Did Technology Hurt or Help the Election?

After the information hammering we all experienced over the last year, I’m sure that the last thing anyone wants to hear about is the election. However, it’s fresh in our mind and technology is surely affecting the outcome.

First and foremost realize that this is not a politically oriented blog. I’m merely recalling the issues I observed and trying to avoid weighing in on them. So don’t shoot the messenger.

“Uh, wait a minute, Beavith. Don’t you pay alimony?”

Fortunately those days are over however if they were still present, the objective would be to end the messenger’s pain and suffering; not enhance it. Accuracy would have been encouraged.

Back to the matter at hand. Prior to the election, social media was a huge viaduct for pounding messages out. My email was flooded and Facebook postings led to many false articles that kinda touched on subjects however for the most part were sensationalized, false mudslinging, and fluff. I’m not the only one who observed this. One interesting article I saw, blamed social media for keeping a certain party in an echo chamber where they only received one-sided information and therefore could not make an informed decision. Warning, the article I referenced is about a certain party and written by a party member. Again, I’m not choosing sides or promoting either.

From teleprompters, to emails, to Wikileaks, to voting machines and beyond; this blog could be huge. Instead, let’s just touch lightly on a few matters where technology may have impacted the outcome.

Voting machines were subject to great scrutiny. There were claims that machines in Pennsylvania would only accept input on one candidate and not the other. Colorado went offline for a while and there was speculation it was for “fixing” votes to a certain candidate. Videos about past programmers and voting scams floated around like rumors at a gossip gathering.

One time that I remember about technology impacting the election was in the 1984 Reagan landslide victory. TV stations were just starting to have news programs become prominent versus regular programming in “those days”. The reports I recall stated that voters on the West coast failed to vote after seeing the early results from states on the east coast. The theory was people felt they couldn’t turn the tide so they stayed home. I noticed that November 8 election results only heated up later in the evening say around 9 PM. Even then there were topsy turvy numbers with Washington flipping one way and Pennsylvania the other.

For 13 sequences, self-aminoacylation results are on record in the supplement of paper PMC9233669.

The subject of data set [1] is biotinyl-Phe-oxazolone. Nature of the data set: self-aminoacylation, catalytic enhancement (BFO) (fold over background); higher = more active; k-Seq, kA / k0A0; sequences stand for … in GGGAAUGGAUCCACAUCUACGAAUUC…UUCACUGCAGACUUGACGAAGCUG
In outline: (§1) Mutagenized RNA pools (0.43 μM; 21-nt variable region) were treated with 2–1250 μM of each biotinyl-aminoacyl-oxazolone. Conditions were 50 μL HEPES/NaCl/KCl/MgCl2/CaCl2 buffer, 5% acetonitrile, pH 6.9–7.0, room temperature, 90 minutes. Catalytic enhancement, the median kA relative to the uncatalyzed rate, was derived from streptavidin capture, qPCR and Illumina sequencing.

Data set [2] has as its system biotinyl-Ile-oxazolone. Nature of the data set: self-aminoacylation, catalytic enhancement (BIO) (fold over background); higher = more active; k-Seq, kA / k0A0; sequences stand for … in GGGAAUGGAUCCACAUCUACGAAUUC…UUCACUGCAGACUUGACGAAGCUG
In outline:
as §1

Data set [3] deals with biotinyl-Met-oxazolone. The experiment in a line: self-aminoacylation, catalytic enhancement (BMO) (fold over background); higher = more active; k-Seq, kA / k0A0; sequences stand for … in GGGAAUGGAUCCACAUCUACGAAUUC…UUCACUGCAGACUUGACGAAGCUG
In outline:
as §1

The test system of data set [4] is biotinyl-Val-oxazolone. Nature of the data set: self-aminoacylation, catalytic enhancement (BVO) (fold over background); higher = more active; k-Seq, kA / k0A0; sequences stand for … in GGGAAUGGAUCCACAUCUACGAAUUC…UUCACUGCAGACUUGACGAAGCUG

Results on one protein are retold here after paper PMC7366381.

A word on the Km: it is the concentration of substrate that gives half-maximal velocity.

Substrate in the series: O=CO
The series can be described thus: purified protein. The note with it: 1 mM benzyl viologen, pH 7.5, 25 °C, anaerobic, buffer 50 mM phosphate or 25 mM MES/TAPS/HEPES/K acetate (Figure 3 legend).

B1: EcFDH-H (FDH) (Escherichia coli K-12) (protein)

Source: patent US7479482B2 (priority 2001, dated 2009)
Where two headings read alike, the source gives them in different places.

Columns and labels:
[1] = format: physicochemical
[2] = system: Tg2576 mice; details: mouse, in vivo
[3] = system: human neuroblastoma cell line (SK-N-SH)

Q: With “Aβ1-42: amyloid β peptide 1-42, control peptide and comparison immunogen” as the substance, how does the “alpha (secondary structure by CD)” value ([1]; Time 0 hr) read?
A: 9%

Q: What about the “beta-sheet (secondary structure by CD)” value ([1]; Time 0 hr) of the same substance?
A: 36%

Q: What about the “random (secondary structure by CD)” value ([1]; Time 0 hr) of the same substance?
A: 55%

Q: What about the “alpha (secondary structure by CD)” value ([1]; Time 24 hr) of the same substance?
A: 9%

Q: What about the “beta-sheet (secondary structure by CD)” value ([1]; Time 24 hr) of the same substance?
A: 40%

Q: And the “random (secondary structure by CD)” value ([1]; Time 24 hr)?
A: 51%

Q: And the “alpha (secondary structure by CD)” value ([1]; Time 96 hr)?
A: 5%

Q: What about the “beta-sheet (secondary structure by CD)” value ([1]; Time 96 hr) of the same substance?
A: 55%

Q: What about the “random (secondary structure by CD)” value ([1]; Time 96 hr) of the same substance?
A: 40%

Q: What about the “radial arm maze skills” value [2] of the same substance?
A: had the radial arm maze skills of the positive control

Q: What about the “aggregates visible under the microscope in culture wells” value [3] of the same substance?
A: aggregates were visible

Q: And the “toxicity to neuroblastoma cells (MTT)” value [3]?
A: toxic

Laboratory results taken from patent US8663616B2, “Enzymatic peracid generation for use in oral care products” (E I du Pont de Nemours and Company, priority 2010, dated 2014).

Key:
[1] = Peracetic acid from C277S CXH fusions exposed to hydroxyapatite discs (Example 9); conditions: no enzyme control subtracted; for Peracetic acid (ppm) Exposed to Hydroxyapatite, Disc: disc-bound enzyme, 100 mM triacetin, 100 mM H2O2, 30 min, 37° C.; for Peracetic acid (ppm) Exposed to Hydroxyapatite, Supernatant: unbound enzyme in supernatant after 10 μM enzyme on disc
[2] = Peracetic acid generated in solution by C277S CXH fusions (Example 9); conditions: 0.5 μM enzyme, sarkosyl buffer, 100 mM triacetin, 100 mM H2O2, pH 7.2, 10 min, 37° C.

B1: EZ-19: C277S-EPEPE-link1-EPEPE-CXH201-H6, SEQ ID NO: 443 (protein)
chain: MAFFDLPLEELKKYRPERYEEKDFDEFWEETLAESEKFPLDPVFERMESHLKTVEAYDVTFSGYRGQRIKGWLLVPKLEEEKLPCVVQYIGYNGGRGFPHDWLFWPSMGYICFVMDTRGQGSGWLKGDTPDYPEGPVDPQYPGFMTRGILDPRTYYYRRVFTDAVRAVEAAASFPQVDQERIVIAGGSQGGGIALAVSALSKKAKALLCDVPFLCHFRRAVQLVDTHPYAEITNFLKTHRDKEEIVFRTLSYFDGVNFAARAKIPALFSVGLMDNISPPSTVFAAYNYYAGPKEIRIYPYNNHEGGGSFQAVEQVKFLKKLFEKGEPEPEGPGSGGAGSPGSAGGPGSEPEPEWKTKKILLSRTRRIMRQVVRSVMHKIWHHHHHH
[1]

Some websites reported a win as much as a half an hour before others. MSNBC showed a remote shot from above their crew that “called the final decision” and emphasized about how the announcers or no media had the ability to approach, inquire, or influence. There was a corral whose outer perimeter consisted of wall to wall display screens lined up. Access was limited. The result was a late MSNBC call in an effort to ensure accuracy I presume. I only hope those many screens were being driven by the HP workstations I once had the privilege of developing.

This brings us to the main bastion of voting technology; voter ID. No one scanned my iris, took my finger print in a USB device, or read a chip that could have been embedded in my skin. Nor did I sign on and vote. There are many ways to defeat that method however I sure would consider the time saving at the polls and DMV if a secure option were available via the internet. Voting was still physical where a dead tree that was pulped and pressed flat, showed up in my mail box to be filled out, signed, and delivered by me physically. So much for working remote in the mountains of Colorado. Every once in a while ya gotta go into town. It reminds me of the Coors commercial where a trapper leaves the cabin during winter in the remote woods to go into town for a beer.

Upon learning of his roommate’s mission, the second trapper responds, “If ya think of it, get two.”

I’m Scott Deuty, and I approve this message. Sorry, one last election dig. Enjoy your year as the government shall not intervene again until April 15th .


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